• Thanks for stopping by. Logging in to a registered account will remove all generic ads. Please reach out with any questions or concerns.

Small Arms and Combat Marksmanship

vonGarvin

Army.ca Legend
Reaction score
20
Points
430
I have nothing to add at this point; however, I find this discussion very interesting and informative.  I would simply "mark" this thread; however, I hate the flood of emails to let me know that there is a post.

So, to stay on target (somewhat), I will disagree from this earlier assertion:
c.  The PWT-3 "Run-Down" is a stupid test - it encourages soldiers to run and shoot when they clearly are not in a position to suppress, let alone kill, the enemy.  "Shooting and moving" is best reserved for the 0-100m fight where the rifle becomes useful.  Anything past that is "any necessary, well-aimed fire to support a crew-served weapon."
Allow me to explain.
First of all, it's a test, not a teaching tool, and if done correctly (eg: following all the work up applications, scored properly, with coaches when required, etc), it assesses, accurately, marksmanship from 300 m in to 10 (?).  Now, in our conventional ranges, there is no method to induce the stress of combat, so instead of that, artificial stressors are introduced.
During the run-down, your breathing increases and you have the stress of making shots within a time limit.  This assesses the shooter's ability to control his or her breathing, as well as to make "naturally aimed" shots at all ranges out to 300m.  (OK, not ALL ranges, I mean, we don't fire at 246.5 metres for example, but I think you all understand what I mean...).  As well, due to the ammo distribution, we are forced stoppages.  Yes, it is the empty mag stoppage, and a good shot will count his or her rounds and know when it's coming; however, suffice it to say that stoppages are programmed into the test.
So, this test is not designed for combat marksmanship, but rather for "stressed musketry", I suppose, which in turn makes one a better shot in combat, or so the theory goes.  In other words, if one's aim is instinctively following the marksmanship principles, then one will score higher on the PWT 3.  And if one aims instinctively, even under the artificial stress of the PWT, then one can induce that that same shooter's marksmanship should be better under the very real stress of combat.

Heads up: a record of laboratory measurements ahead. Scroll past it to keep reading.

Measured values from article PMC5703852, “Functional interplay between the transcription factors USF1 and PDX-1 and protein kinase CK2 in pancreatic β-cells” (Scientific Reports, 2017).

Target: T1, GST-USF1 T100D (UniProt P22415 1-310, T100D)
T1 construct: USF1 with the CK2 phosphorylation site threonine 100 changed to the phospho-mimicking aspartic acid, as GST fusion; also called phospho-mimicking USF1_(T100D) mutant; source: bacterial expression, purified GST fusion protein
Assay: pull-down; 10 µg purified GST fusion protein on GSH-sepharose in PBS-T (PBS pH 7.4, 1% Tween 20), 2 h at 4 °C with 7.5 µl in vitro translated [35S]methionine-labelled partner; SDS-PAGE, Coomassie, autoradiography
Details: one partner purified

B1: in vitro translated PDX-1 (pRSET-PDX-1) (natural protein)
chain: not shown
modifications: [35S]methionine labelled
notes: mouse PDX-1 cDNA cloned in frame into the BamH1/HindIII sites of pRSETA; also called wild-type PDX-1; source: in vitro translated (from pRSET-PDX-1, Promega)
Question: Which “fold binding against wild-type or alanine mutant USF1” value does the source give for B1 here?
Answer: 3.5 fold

(I hope that this made sense.  It is the holidays, after all)

And having said all that, I wholeheartedly agree that the 100m + fight is best suited for the crew-served weapons.  As I've often said, half-jokingly to candidates in the past, riflemen are "glorified bodyguards" for the crew-served weapons. 
 

McG

Army.ca Legend
Reaction score
1,965
Points
1,160
Wonderbread said:
We need to be careful here that we don't blur the line between spec fire and simply shooting in the direction of the enemy.  While I agree that a significant amount of shock, suppression, and neutralization we produce is the result of careful speculative fire against possible or likely enemy positions, I think that very little can be accounted for by rounds that have been "fired in their general direction and found their way home."
Spec fire is shooting at "things" when contact has not been established with an enemy in order to elicit a response that would indicate an enemy is present.  The Vietnam "mad-minute" was a form of spec fire.  The term "spec fire" implies a certain ignorance of the target area, and the conditions under which to appropriately use of such fire would be very limited in an environment that is full of non-combatants.

I think Kiwi99 has appropriately described what he wanted to describe. 
 

Fusaki

Army.ca Veteran
Reaction score
0
Points
410
MCG said:
Spec fire is shooting at "things" when contact has not been established with an enemy in order to elicit a response that would indicate an enemy is present.  The Vietnam "mad-minute" was a form of spec fire.  The term "spec fire" implies a certain ignorance of the target area, and the conditions under which to appropriately use of such fire would be very limited in an environment that is full of non-combatants.

Semantics aside, my point is that there is a big difference between rounds fired at likely enemy positions and rounds fired in the general direction of the enemy.  It's tough to quantify this sort of thing, but I believe that the former accounts for a significant portion of the effects we have on the enemy, and the latter is usually a waste of ammo.